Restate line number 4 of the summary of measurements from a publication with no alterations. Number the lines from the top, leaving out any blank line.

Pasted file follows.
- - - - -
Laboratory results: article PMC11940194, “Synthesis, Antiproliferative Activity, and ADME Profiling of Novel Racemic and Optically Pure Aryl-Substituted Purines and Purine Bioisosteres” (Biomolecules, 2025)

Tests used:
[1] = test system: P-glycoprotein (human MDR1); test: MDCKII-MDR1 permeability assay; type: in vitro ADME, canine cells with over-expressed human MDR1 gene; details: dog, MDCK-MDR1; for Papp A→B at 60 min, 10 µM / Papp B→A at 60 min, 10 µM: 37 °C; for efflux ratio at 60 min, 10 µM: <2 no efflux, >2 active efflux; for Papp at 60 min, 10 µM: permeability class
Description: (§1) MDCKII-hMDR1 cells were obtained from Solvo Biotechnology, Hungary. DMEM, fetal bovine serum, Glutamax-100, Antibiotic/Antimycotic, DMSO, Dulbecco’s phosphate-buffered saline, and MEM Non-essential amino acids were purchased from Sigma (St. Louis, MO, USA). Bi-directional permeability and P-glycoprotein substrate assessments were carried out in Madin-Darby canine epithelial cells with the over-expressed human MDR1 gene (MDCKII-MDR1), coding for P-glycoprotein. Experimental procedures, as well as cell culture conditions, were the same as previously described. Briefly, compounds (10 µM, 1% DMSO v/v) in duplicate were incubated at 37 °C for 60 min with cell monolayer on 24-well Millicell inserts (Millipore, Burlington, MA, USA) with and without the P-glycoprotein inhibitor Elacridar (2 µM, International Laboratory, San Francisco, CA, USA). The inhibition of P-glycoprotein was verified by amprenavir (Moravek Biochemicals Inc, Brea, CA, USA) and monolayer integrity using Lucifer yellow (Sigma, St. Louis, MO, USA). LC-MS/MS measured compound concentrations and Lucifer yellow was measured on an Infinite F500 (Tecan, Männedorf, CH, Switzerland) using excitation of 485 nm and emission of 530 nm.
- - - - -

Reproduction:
Description: (§1) MDCKII-hMDR1 cells were obtained from Solvo Biotechnology, Hungary. DMEM, fetal bovine serum, Glutamax-100, Antibiotic/Antimycotic, DMSO, Dulbecco’s phosphate-buffered saline, and MEM Non-essential amino acids were purchased from Sigma (St. Louis, MO, USA). Bi-directional permeability and P-glycoprotein substrate assessments were carried out in Madin-Darby canine epithelial cells with the over-expressed human MDR1 gene (MDCKII-MDR1), coding for P-glycoprotein. Experimental procedures, as well as cell culture conditions, were the same as previously described. Briefly, compounds (10 µM, 1% DMSO v/v) in duplicate were incubated at 37 °C for 60 min with cell monolayer on 24-well Millicell inserts (Millipore, Burlington, MA, USA) with and without the P-glycoprotein inhibitor Elacridar (2 µM, International Laboratory, San Francisco, CA, USA). The inhibition of P-glycoprotein was verified by amprenavir (Moravek Biochemicals Inc, Brea, CA, USA) and monolayer integrity using Lucifer yellow (Sigma, St. Louis, MO, USA). LC-MS/MS measured compound concentrations and Lucifer yellow was measured on an Infinite F500 (Tecan, Männedorf, CH, Switzerland) using excitation of 485 nm and emission of 530 nm.